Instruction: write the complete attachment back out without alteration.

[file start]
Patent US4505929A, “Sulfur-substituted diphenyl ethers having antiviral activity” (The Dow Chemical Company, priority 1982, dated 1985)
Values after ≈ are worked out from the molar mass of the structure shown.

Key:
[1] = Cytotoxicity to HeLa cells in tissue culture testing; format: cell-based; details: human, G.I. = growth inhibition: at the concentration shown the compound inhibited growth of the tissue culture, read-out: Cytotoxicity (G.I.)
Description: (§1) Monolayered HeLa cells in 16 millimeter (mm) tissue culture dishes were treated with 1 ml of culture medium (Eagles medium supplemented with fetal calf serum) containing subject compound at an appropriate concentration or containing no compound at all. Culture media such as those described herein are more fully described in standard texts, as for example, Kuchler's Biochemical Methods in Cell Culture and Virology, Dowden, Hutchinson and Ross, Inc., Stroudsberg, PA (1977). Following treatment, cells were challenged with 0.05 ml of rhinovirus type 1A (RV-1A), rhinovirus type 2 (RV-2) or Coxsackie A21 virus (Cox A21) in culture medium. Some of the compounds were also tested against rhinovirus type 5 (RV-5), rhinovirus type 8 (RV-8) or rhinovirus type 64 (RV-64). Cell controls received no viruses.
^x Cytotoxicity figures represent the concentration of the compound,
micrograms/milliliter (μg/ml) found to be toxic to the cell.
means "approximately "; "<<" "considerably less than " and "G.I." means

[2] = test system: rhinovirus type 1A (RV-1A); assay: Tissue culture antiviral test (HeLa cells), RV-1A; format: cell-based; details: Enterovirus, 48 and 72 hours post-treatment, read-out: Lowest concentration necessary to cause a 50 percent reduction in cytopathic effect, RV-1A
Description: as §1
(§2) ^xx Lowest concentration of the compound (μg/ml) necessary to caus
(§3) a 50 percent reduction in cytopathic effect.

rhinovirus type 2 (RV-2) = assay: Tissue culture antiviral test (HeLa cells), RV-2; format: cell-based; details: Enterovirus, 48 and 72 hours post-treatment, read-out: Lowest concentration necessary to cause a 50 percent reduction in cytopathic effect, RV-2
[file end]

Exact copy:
Patent US4505929A, “Sulfur-substituted diphenyl ethers having antiviral activity” (The Dow Chemical Company, priority 1982, dated 1985)
Values after ≈ are worked out from the molar mass of the structure shown.

Key:
[1] = Cytotoxicity to HeLa cells in tissue culture testing; format: cell-based; details: human, G.I. = growth inhibition: at the concentration shown the compound inhibited growth of the tissue culture, read-out: Cytotoxicity (G.I.)
Description: (§1) Monolayered HeLa cells in 16 millimeter (mm) tissue culture dishes were treated with 1 ml of culture medium (Eagles medium supplemented with fetal calf serum) containing subject compound at an appropriate concentration or containing no compound at all. Culture media such as those described herein are more fully described in standard texts, as for example, Kuchler's Biochemical Methods in Cell Culture and Virology, Dowden, Hutchinson and Ross, Inc., Stroudsberg, PA (1977). Following treatment, cells were challenged with 0.05 ml of rhinovirus type 1A (RV-1A), rhinovirus type 2 (RV-2) or Coxsackie A21 virus (Cox A21) in culture medium. Some of the compounds were also tested against rhinovirus type 5 (RV-5), rhinovirus type 8 (RV-8) or rhinovirus type 64 (RV-64). Cell controls received no viruses.
^x Cytotoxicity figures represent the concentration of the compound,
micrograms/milliliter (μg/ml) found to be toxic to the cell.
means "approximately "; "<<" "considerably less than " and "G.I." means

[2] = test system: rhinovirus type 1A (RV-1A); assay: Tissue culture antiviral test (HeLa cells), RV-1A; format: cell-based; details: Enterovirus, 48 and 72 hours post-treatment, read-out: Lowest concentration necessary to cause a 50 percent reduction in cytopathic effect, RV-1A
Description: as §1
(§2) ^xx Lowest concentration of the compound (μg/ml) necessary to caus
(§3) a 50 percent reduction in cytopathic effect.

rhinovirus type 2 (RV-2) = assay: Tissue culture antiviral test (HeLa cells), RV-2; format: cell-based; details: Enterovirus, 48 and 72 hours post-treatment, read-out: Lowest concentration necessary to cause a 50 percent reduction in cytopathic effect, RV-2